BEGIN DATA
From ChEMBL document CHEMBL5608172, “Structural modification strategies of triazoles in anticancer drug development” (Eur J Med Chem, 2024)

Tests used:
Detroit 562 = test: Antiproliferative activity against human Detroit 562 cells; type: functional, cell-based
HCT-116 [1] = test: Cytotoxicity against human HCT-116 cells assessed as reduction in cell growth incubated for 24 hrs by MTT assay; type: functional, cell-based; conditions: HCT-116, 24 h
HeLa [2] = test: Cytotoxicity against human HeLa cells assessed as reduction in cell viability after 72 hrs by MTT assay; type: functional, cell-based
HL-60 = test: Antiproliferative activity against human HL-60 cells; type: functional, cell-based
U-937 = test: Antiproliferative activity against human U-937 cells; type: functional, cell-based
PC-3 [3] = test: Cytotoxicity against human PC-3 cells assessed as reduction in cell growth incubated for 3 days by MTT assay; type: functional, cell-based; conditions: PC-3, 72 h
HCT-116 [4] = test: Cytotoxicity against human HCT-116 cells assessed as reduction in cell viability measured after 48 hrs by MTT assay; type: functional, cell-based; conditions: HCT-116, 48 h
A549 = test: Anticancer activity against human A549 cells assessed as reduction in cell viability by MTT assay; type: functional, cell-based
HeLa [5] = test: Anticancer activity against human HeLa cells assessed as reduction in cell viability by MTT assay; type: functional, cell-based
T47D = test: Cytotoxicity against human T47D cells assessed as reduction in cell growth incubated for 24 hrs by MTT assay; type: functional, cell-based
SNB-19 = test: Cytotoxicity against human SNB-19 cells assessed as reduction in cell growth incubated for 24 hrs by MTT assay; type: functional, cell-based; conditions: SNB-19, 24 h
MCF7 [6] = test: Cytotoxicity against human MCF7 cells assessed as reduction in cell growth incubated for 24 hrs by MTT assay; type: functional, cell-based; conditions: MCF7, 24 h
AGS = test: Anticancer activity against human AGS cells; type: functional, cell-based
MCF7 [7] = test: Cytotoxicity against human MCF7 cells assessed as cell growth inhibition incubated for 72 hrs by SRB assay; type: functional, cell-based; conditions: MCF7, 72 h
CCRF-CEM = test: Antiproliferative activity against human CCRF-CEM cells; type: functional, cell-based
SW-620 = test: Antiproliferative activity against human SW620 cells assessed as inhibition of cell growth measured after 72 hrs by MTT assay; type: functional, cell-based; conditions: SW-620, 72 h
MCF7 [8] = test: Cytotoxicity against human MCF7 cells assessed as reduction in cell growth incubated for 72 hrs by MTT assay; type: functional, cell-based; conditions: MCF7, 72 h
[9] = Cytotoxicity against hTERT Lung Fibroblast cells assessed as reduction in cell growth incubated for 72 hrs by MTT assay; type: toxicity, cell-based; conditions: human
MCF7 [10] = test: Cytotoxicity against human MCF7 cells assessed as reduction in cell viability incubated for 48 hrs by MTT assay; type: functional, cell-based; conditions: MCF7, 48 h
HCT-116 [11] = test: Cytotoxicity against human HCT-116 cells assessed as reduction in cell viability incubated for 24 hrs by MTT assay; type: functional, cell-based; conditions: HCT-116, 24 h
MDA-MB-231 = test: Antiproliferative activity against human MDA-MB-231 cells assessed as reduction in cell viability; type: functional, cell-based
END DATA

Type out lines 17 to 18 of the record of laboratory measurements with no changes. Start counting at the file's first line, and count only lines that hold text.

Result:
CCRF-CEM = test: Antiproliferative activity against human CCRF-CEM cells; type: functional, cell-based
SW-620 = test: Antiproliferative activity against human SW620 cells assessed as inhibition of cell growth measured after 72 hrs by MTT assay; type: functional, cell-based; conditions: SW-620, 72 h